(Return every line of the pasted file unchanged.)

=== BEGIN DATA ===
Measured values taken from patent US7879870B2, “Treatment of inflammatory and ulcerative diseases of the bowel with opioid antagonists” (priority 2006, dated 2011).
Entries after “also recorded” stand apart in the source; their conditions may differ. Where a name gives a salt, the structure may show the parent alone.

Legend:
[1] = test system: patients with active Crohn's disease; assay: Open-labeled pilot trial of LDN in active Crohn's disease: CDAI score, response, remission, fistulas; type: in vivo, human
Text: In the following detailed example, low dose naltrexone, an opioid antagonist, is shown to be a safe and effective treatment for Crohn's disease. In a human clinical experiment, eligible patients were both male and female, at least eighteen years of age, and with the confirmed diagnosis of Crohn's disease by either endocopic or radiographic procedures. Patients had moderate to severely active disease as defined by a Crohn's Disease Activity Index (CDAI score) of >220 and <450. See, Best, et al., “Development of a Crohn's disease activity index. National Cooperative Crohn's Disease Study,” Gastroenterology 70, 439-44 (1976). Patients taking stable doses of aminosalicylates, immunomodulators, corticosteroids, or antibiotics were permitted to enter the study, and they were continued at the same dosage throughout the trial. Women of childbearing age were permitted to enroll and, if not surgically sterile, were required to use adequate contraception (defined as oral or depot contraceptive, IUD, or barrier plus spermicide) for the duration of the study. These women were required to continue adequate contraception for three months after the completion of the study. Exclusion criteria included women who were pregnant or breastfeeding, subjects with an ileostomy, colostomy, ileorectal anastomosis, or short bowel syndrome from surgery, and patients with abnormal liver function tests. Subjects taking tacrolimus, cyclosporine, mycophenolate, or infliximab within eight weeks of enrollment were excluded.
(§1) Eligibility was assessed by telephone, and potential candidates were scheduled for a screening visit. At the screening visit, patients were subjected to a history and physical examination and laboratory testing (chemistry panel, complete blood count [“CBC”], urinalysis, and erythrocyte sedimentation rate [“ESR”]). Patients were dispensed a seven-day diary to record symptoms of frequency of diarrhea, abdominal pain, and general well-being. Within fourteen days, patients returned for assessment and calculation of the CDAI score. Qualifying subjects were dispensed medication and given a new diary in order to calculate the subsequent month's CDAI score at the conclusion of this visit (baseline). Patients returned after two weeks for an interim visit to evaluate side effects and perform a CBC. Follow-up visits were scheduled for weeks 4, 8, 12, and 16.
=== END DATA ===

Measured values taken from patent US7879870B2, “Treatment of inflammatory and ulcerative diseases of the bowel with opioid antagonists” (priority 2006, dated 2011).
Entries after “also recorded” stand apart in the source; their conditions may differ. Where a name gives a salt, the structure may show the parent alone.

Legend:
[1] = test system: patients with active Crohn's disease; assay: Open-labeled pilot trial of LDN in active Crohn's disease: CDAI score, response, remission, fistulas; type: in vivo, human
Text: In the following detailed example, low dose naltrexone, an opioid antagonist, is shown to be a safe and effective treatment for Crohn's disease. In a human clinical experiment, eligible patients were both male and female, at least eighteen years of age, and with the confirmed diagnosis of Crohn's disease by either endocopic or radiographic procedures. Patients had moderate to severely active disease as defined by a Crohn's Disease Activity Index (CDAI score) of >220 and <450. See, Best, et al., “Development of a Crohn's disease activity index. National Cooperative Crohn's Disease Study,” Gastroenterology 70, 439-44 (1976). Patients taking stable doses of aminosalicylates, immunomodulators, corticosteroids, or antibiotics were permitted to enter the study, and they were continued at the same dosage throughout the trial. Women of childbearing age were permitted to enroll and, if not surgically sterile, were required to use adequate contraception (defined as oral or depot contraceptive, IUD, or barrier plus spermicide) for the duration of the study. These women were required to continue adequate contraception for three months after the completion of the study. Exclusion criteria included women who were pregnant or breastfeeding, subjects with an ileostomy, colostomy, ileorectal anastomosis, or short bowel syndrome from surgery, and patients with abnormal liver function tests. Subjects taking tacrolimus, cyclosporine, mycophenolate, or infliximab within eight weeks of enrollment were excluded.
(§1) Eligibility was assessed by telephone, and potential candidates were scheduled for a screening visit. At the screening visit, patients were subjected to a history and physical examination and laboratory testing (chemistry panel, complete blood count [“CBC”], urinalysis, and erythrocyte sedimentation rate [“ESR”]). Patients were dispensed a seven-day diary to record symptoms of frequency of diarrhea, abdominal pain, and general well-being. Within fourteen days, patients returned for assessment and calculation of the CDAI score. Qualifying subjects were dispensed medication and given a new diary in order to calculate the subsequent month's CDAI score at the conclusion of this visit (baseline). Patients returned after two weeks for an interim visit to evaluate side effects and perform a CBC. Follow-up visits were scheduled for weeks 4, 8, 12, and 16.